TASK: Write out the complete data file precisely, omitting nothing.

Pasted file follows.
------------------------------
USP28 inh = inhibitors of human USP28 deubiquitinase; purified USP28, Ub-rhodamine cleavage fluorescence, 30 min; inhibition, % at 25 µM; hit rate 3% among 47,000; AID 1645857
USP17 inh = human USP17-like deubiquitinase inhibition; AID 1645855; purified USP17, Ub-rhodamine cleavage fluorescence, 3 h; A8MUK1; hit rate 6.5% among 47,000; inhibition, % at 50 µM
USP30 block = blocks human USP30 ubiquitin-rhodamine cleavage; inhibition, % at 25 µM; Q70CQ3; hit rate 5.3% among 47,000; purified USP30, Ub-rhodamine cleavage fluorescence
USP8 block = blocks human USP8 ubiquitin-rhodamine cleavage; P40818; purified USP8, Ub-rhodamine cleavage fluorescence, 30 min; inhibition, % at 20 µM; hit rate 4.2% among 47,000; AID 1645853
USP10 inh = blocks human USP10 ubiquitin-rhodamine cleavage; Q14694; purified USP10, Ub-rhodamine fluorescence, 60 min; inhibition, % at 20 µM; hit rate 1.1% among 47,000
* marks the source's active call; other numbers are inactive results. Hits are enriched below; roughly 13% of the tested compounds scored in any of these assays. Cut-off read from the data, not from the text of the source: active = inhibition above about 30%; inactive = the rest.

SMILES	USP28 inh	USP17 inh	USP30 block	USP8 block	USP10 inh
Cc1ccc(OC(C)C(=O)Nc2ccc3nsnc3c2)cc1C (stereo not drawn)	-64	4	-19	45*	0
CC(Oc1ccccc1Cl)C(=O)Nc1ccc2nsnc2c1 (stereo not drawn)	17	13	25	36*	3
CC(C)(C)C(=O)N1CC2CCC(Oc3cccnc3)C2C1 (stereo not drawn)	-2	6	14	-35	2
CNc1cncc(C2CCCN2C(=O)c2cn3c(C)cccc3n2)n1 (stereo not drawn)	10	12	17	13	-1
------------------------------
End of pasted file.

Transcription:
USP28 inh = inhibitors of human USP28 deubiquitinase; purified USP28, Ub-rhodamine cleavage fluorescence, 30 min; inhibition, % at 25 µM; hit rate 3% among 47,000; AID 1645857
USP17 inh = human USP17-like deubiquitinase inhibition; AID 1645855; purified USP17, Ub-rhodamine cleavage fluorescence, 3 h; A8MUK1; hit rate 6.5% among 47,000; inhibition, % at 50 µM
USP30 block = blocks human USP30 ubiquitin-rhodamine cleavage; inhibition, % at 25 µM; Q70CQ3; hit rate 5.3% among 47,000; purified USP30, Ub-rhodamine cleavage fluorescence
USP8 block = blocks human USP8 ubiquitin-rhodamine cleavage; P40818; purified USP8, Ub-rhodamine cleavage fluorescence, 30 min; inhibition, % at 20 µM; hit rate 4.2% among 47,000; AID 1645853
USP10 inh = blocks human USP10 ubiquitin-rhodamine cleavage; Q14694; purified USP10, Ub-rhodamine fluorescence, 60 min; inhibition, % at 20 µM; hit rate 1.1% among 47,000
* marks the source's active call; other numbers are inactive results. Hits are enriched below; roughly 13% of the tested compounds scored in any of these assays. Cut-off read from the data, not from the text of the source: active = inhibition above about 30%; inactive = the rest.

SMILES	USP28 inh	USP17 inh	USP30 block	USP8 block	USP10 inh
Cc1ccc(OC(C)C(=O)Nc2ccc3nsnc3c2)cc1C (stereo not drawn)	-64	4	-19	45*	0
CC(Oc1ccccc1Cl)C(=O)Nc1ccc2nsnc2c1 (stereo not drawn)	17	13	25	36*	3
CC(C)(C)C(=O)N1CC2CCC(Oc3cccnc3)C2C1 (stereo not drawn)	-2	6	14	-35	2
CNc1cncc(C2CCCN2C(=O)c2cn3c(C)cccc3n2)n1 (stereo not drawn)	10	12	17	13	-1